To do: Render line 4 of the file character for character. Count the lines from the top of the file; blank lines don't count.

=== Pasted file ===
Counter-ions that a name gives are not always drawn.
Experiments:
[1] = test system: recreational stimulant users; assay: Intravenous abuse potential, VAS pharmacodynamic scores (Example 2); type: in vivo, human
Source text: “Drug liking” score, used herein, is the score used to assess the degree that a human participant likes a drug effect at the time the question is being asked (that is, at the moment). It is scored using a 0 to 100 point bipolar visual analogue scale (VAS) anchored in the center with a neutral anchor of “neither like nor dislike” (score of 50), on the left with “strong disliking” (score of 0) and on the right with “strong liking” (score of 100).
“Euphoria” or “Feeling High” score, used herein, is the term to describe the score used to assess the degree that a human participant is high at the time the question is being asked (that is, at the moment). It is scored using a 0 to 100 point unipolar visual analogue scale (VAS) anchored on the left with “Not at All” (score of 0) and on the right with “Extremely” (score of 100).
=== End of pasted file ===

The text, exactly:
Source text: “Drug liking” score, used herein, is the score used to assess the degree that a human participant likes a drug effect at the time the question is being asked (that is, at the moment). It is scored using a 0 to 100 point bipolar visual analogue scale (VAS) anchored in the center with a neutral anchor of “neither like nor dislike” (score of 50), on the left with “strong disliking” (score of 0) and on the right with “strong liking” (score of 100).